I just recently finished reading Daniel Ingram’s, Mastering the Core Teachings of the Buddha. (It’s also available for PDF download on his site here.) I quite enjoyed it, and for me at least Daniel’s occasionally caustic style suited me just fine. He pulls no punches.
Part 1: The Fundamentals, is well worth the price of admission. It’s an honest, in-depth look at the basics of Buddhism by a man with lots of practical experience and a tremendously strong scholarly streak. Daniel manages to get across all the key points without losing the reader in odd minutia or archaic language. It’s a heroic effort that I am very much grateful for. That part alone truly transformed my core view of what it means to walk the Buddha’s way.
I was poking around Daniel’s website today in the Practical Essays section and enjoyed the sensitively title piece, Why The Notion That You Cannot Become What You Already Are is Such Bullshit. In it Daniel deals with the phenomenon of people on spirituality focused sites posting something along the lines of, “you can not become what you already are, awakening is not about more knowledge but instead about less knowledge, and that awakening happens regardless of study and meditation.”
I’ve come across this view point on more times than I can count. There seems to be a thread of it running through just about every spiritual community, and particularly amongst members of the “non-dual awareness” movement centered around people like Eckhart Tolle, Adyashanti, and numerous modern day teachers in the advaita vedanta tradition. [SIDEBAR: I am not saying any teacher in particular is promoting this view but that the people who claim to be following them often are.]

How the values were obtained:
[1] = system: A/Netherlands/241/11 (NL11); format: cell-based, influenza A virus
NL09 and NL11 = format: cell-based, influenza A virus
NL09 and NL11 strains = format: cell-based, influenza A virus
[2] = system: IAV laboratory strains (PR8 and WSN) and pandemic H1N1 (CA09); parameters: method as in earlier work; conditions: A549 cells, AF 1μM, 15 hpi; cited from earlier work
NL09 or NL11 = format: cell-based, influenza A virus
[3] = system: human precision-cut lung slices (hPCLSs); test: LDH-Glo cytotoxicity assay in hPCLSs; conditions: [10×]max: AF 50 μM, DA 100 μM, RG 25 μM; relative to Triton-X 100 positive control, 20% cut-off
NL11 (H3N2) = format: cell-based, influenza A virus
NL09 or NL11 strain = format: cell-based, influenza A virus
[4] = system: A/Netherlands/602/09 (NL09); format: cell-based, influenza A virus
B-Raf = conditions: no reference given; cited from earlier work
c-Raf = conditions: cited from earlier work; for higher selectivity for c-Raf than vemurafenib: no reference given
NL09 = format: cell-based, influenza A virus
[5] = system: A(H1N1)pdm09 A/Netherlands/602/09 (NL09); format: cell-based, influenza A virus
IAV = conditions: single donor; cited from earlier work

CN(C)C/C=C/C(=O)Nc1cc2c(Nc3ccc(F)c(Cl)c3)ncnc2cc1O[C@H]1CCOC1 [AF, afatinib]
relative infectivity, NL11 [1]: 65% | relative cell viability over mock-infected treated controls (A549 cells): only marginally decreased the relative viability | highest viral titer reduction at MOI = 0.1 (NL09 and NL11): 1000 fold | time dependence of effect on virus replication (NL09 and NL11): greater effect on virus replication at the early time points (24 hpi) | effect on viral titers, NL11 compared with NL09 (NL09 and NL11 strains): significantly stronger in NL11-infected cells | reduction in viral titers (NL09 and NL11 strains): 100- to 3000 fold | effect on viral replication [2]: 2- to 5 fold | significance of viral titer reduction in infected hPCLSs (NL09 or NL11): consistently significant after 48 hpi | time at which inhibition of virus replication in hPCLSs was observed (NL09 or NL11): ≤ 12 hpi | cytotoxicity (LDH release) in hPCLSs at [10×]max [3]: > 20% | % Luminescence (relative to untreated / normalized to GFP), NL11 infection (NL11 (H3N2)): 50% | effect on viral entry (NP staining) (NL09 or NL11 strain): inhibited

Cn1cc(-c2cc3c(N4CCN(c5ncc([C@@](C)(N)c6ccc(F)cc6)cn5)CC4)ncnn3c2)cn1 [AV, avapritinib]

Daniel’s piece is an excellent response, fully fleshed in his unique (and sometimes cynical) style. What it brought to mind for me was this:
There seems to be a fundamental misunderstanding that this view comes from. Awakening is not about changing something about you, your circumstance, or your style/method of getting along in life. Awakening is about seeing what you actually are. There is no change implied there. You already are what you are, obviously. The people who get stuck in this particular trap seem to find that notion to be of such profound wisdom that no further effort need be made. But, that’s not the thing. The thing is to see that directly. Not just to be what you are, but to see and know what you are fully and at present.
I am not entirely sure where the idea that awakening, or enlightenment (a word which has become poisoned and abused to the point of near uselessness), involves some change in who you are comes from. As far as I have been able to tell by reading the works of those that the general public accepts as awakened, they never put forth this idea. If there is any change they speak of it’s changing the way in which you see your self, not what is seen.
In any event, if you are looking for some easy to grasp Buddhism principles I can’t recommend Daniel Ingram’s book enough. If you read it, or have read it, I would love to hear your thoughts.